Mr Stewart interceded “It’s quite clear, that one of us voted no. That should be the end of it.”
Mr Currie was confused. What the hell were they going on about? Mr Currie then burrowed into his notes and found what they were talking about.
A night out gone wrong.
Big Daddy offered to pay everybody in, Mr Stewart was up for that bit, Mr Sutton was also in favour. So far so good…
Big Daddy didnae want to go to the West End of Glasgow, South West Scotland or in the Heart of Edinburgh. Mr Sutton couldnae care less. Mr Stewart was clearly in favour of one of those places. The company had a vote. Initially a Mr Nelms (a long lost cousin who may now be lost forever judging by his role in all this) from Dundee was up for not doing what was suggested and then changed his mind. There was no reason why. Even a therapist and a psychologist would struggle to untangle that!
Mr Currie looked up realising he had not been paying attention as the temperature in the room had dropped and there was a strange feeling abroad as the accusations flew in.
Mr Sutton was first “We all know where you are coming from. I don’t get it – there was a vote. Do you not believe in democracy?”
Mr Stewart sharpened his razor tongue within and responded with, “Where am I coming from?”
Mr Sutton looked him in the eye and said, “You’re banging on about this vote and the injustice of it all – 81 per cent have voted! That is overwhelming. So, what is your problem? Your problem is you wanted to go to that place you used to frequent before you absconded to their rivals. If it was Hamilton, we were talking you wouldn’t be banging on like this!”
Mr Currie was confused. Where the hell did Hamilton fit in? Was this really, all about a night out? Was there something more at stake?
Mr Stewart was having none of it, “Another false narrative! The West End are going down the tubes and maybe I wanted to go there – it’s an absolute disgrace! And where I’m coming from is the proposal that was put forward was a complete false premise. If you’re (And he points directly at Mr Sutton) only given the option of getting knocked down by a bus or a bike, and you (And he points directly at Mr Sutton again) choose getting knocked over by a bike, I could come back and say: ‘it’s democracy, Mr Sutton, you (And he points directly at Mr Sutton once more) voted for that’.”
At that Mr Sutton rose from his chair incandescent with his own outrage, which was beautifully self generated and to be admired… from a distance…
“Who didn’t want to vote for it? If you don’t want it just say no then! Just say no! If you don’t want to vote for something, say no! It’s simple!” Pointedly pointing at Mr Stewart, he ripostes, “Mr Stewart doesn’t believe in democracy.”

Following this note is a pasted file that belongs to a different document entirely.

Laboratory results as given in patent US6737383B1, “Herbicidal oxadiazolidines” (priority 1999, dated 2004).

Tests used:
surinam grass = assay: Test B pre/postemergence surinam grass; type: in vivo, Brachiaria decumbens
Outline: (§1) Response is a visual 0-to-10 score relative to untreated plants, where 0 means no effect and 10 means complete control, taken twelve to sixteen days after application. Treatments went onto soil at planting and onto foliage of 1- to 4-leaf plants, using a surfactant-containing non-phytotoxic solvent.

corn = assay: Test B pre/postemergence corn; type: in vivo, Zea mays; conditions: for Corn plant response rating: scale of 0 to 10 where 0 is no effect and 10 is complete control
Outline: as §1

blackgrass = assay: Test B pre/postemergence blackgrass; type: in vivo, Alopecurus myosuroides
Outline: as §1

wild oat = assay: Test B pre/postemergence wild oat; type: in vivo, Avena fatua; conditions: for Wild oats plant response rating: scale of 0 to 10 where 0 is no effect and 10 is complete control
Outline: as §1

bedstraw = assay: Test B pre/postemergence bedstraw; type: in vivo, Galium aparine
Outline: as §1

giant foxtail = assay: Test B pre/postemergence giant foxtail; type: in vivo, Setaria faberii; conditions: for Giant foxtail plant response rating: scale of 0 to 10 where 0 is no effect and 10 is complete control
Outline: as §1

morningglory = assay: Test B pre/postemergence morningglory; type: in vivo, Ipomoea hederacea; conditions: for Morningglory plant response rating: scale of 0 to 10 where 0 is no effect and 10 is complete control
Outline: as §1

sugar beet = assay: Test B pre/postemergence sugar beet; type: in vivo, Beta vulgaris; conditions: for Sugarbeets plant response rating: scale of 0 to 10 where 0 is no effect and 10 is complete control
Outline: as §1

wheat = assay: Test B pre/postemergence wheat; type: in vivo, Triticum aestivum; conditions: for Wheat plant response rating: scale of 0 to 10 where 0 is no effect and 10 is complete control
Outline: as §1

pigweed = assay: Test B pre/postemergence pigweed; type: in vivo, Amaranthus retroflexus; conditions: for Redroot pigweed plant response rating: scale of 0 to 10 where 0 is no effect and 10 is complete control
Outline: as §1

Mr Stewart, almost unheard and under his breath whispers “Ludicrous.” As Mr Currie notices the time and that it is now UP.
He makes an appointment with them both to come back and review where they are next. Rising he asks where they are off to now and both mention the same place. Wondering if this whole thing has been manufactured and whether there would be syndication rights if he broadcast, he watches both leave by different exits, go down by separate elevators and walk out the same front door and into the same taxi.
It’s a funny old game he muses from somewhere, but he is uncertain from whence it came.
Whilst the author asserts his right to this as an almost original tale, any similarities to persons real or imagined are deliberate. However as neither Mr Stewart nor Mr Sutton, as far as he is aware, have been in a civil same sex relationship of any sort this is clearly fictional and never actually happened – though some of the words did.
The fact is that during the week on a weekly BT Sport broadcast Michael Stewart and Chris Sutton clashed over the recent SPFL Big Daddy style vote that relegated Stranraer in the South West corner of the country, Partick Thistle in the West End of Glasgow and may still relegate Heart of Midlothian in Edinburgh for whom Michael Stewart once played (If you ask some Hearts fans he did once play and they can remember the date) before moving across the city to play for Hibs – he never played for Hamilton and we are unaware if that makes him care.